The point, you may ask? No trouble is as bad as it once seemed when completed than it did when we first dreaded and feared it.

 
Contributed By:
Jim Luthy
 
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Poor Little Orphan Annie! It’s "a hard-knock life" for her and her friends. All the hard chores, the abuse, and the neglect only add insult to injury to these poor little girls already carrying the weight of abandonment.

But if you’ve seen the musical "Annie," either on stage or screen, you know there is a happy ending for the cute, little, misunderstood, red-haired orphan girl. After being invited to spend the Christmas holiday with Billionaire Oliver Warbucks, and after a few shenanigans from her caregiver at the orphanage, Annie learns that her parents are dead and that Mr. Warbucks would like to adopt her. The brightness in Annie’s eyes and the bounce in her step change dramatically when she learns she will be adopted. Why? Because she not only will leave behind the hard-knock life of the orphanage, she will also live in incredible wealth, and, most importantly, live with someone who has chosen her to be his. She celebrates the promise of Mr. Warbucks singing "I Don’t Need Anything But You."

Annie: "Yesterday was plain awful"
Warbucks: "You can say that again"
Annie: "Yesterday was plain awful"
Both: "But that’s not now, that’s then"

Annie realizes that she’s living on another level.

God wants you to live on another level. He’s well aware that some of our yesterdays are just plain awful. We may not face the tyranny of a Miss Hannigan, but we have our moments where life is a bit hard-knock…

Sickness brings pain and death brings grief.

The ruthless acts of a few terrorists bring us fear.

One thug’s crime is o...

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Contributed By:
Neal Gray
 
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One of my favorite movies of all time is one called, "Anne of Green Gables." The main character is a small girl who, through tragic circumstances, finds herself living in a foster home. The foster parents turn out to be a huge blessing to Anne, (that’s "Anne with an ’e’," if you please), but she still faced difficulties as she grew up.
She made a statement once about the need to have a like-minded companion; it is a statement that caught my attention. It was something like this:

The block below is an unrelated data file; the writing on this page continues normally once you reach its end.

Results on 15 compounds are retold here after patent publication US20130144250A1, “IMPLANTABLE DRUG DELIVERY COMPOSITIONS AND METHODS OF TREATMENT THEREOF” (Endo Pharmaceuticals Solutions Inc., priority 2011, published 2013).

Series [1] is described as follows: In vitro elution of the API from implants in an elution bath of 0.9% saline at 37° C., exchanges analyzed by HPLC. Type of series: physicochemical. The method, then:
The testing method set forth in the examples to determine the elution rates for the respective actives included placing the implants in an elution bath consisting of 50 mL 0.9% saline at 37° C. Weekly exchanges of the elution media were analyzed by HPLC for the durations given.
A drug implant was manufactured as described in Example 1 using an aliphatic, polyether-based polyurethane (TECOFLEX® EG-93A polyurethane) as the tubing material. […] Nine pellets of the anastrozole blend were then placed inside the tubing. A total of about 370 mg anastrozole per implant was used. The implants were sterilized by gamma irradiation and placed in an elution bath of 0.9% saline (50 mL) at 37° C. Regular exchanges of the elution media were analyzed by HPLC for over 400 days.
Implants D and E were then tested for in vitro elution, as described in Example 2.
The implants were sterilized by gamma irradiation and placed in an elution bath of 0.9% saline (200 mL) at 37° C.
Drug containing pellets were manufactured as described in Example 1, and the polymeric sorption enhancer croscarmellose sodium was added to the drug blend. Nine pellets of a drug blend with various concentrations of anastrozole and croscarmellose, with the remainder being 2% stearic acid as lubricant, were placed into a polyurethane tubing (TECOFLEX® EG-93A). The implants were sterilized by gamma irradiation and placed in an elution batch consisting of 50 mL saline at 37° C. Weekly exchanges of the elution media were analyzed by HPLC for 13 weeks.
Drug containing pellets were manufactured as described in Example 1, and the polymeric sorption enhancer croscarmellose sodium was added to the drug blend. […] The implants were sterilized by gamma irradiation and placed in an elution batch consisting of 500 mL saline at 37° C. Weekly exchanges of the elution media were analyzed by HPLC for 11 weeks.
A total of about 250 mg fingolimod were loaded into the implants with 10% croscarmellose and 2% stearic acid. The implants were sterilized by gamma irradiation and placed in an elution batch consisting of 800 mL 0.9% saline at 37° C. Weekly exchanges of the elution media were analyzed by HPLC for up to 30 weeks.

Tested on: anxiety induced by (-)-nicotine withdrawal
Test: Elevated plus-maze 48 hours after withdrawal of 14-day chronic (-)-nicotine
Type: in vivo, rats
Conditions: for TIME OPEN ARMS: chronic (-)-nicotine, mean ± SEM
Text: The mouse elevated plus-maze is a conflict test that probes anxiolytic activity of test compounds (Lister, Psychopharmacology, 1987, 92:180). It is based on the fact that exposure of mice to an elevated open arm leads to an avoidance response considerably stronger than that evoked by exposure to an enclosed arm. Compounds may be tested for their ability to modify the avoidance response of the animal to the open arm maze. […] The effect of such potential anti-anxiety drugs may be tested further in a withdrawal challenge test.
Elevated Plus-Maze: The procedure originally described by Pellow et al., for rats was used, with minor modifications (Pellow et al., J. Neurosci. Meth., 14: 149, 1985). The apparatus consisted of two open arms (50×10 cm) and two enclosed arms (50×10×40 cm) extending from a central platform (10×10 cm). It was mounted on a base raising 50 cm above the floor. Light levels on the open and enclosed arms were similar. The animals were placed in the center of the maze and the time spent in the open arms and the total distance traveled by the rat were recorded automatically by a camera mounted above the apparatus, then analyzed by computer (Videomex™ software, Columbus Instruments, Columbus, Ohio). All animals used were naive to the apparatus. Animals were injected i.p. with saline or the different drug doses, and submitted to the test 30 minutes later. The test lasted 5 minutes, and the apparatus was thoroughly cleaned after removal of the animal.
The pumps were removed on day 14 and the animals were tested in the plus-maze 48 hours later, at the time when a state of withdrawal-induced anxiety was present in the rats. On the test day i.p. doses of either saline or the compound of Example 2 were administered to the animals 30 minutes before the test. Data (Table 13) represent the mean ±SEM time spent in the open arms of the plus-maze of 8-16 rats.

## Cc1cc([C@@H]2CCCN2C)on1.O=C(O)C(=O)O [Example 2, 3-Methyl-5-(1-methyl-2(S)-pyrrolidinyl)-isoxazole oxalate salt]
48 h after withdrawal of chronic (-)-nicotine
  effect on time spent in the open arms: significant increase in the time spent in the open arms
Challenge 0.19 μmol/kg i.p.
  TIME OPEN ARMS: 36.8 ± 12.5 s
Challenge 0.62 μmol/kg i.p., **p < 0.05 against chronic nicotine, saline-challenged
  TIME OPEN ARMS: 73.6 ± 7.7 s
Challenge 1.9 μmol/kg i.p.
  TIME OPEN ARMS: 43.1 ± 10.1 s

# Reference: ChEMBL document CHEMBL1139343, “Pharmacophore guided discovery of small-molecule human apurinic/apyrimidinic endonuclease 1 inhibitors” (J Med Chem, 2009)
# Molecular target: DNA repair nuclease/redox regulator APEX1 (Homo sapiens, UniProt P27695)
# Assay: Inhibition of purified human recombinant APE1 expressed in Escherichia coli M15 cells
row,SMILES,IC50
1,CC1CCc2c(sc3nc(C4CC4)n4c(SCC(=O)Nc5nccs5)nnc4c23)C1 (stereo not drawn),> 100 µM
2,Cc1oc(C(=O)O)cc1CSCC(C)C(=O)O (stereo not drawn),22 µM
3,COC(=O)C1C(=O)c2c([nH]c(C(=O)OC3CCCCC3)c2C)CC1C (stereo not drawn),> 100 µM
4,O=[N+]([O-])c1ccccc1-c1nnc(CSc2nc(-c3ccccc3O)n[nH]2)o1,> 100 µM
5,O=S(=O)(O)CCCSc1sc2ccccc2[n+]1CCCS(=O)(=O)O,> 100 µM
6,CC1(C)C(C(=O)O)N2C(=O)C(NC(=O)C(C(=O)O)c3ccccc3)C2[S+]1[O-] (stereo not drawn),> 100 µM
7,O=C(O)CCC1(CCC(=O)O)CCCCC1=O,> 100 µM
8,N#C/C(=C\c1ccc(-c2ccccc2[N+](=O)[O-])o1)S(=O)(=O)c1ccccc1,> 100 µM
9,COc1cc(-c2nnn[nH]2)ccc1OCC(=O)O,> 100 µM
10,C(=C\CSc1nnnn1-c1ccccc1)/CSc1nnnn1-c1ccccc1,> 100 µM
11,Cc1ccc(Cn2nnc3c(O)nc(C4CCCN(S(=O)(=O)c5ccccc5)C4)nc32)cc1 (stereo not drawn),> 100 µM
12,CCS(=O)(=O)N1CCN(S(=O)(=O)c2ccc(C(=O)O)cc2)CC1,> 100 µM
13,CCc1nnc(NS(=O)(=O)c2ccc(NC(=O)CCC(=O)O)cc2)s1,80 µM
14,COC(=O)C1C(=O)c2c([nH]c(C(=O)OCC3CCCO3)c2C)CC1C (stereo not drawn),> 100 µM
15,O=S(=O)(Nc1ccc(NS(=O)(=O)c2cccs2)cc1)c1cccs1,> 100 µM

"What I need is a really good friend--a bosom buddy. You know...a KINDRED SPIRIT with whom I can share my inmost soul."
We all need such a friend, don’t you think?

 
Contributed By:
A. Todd Coget
 
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STAY THE COURSE

The 2000 movie, The Patriot starred Mel Gibson as Benjamin Martin, a reluctant Revolutionary War hero.
Martin has an 18-year-old son named Gabriel who is eager to join the conflict.
Gabriel’s sentiments for his country are revealed by one pastime: throughout the first half of the movie, Gabriel diligently repairs an American flag he found in the dirt.

Tragically, Gabriel becomes a casualty of the war, and, suffering deep loss, his father Benjamin Martin appears ready to quit the cause.
While Martin is grieving at the side of his dead son, Colonel Harry Burwell, a Continental officer, attempts to persuade Martin not to quit.
He recognizes Martin has great influence with the soldiers and his departure would demoralize the troops.

As the scene opens, the colonel says, "Stay the course, Martin. Stay the course."

Grief-stricken, Martin responds, "I’ve run the course."
Resigned to the outcome, the colonel informs the troops and they ride on, leaving Martin behind.
As Martin loads his son’s personal effects on his horse, though, he finds the American flag Gabriel had successfully restored.

As the dejected soldiers ride away, certain they have seen the last of Benjamin Martin, Martin appears in the distance, carrying the flag.
With determination in his posture, he rides upright in his saddle, face like flint, the Stars and Stripes whipping in the wind.
Martin has been a symbol of perseverance for the men, and there is a triumphant shout of both relief and excitement from the once-weary troops as they see the patriot crest the hill.

Whether leaders at home, school, work or church, we must never underestimate the power of our influence to demoralize or to rally others.
People are watching. Soldiers look to officers.
Children look to parents.
We must stay the course.

["The Patriot": Perseverance despite Heartbreak, Citation: The Patriot, rated R, Columbia Pictures, Centropolis Entertainment; Executive Producers, William Fay, Ute Emmerich, Roland Emmerich; submitted by David Slagle, Lawrenceville, Georgia]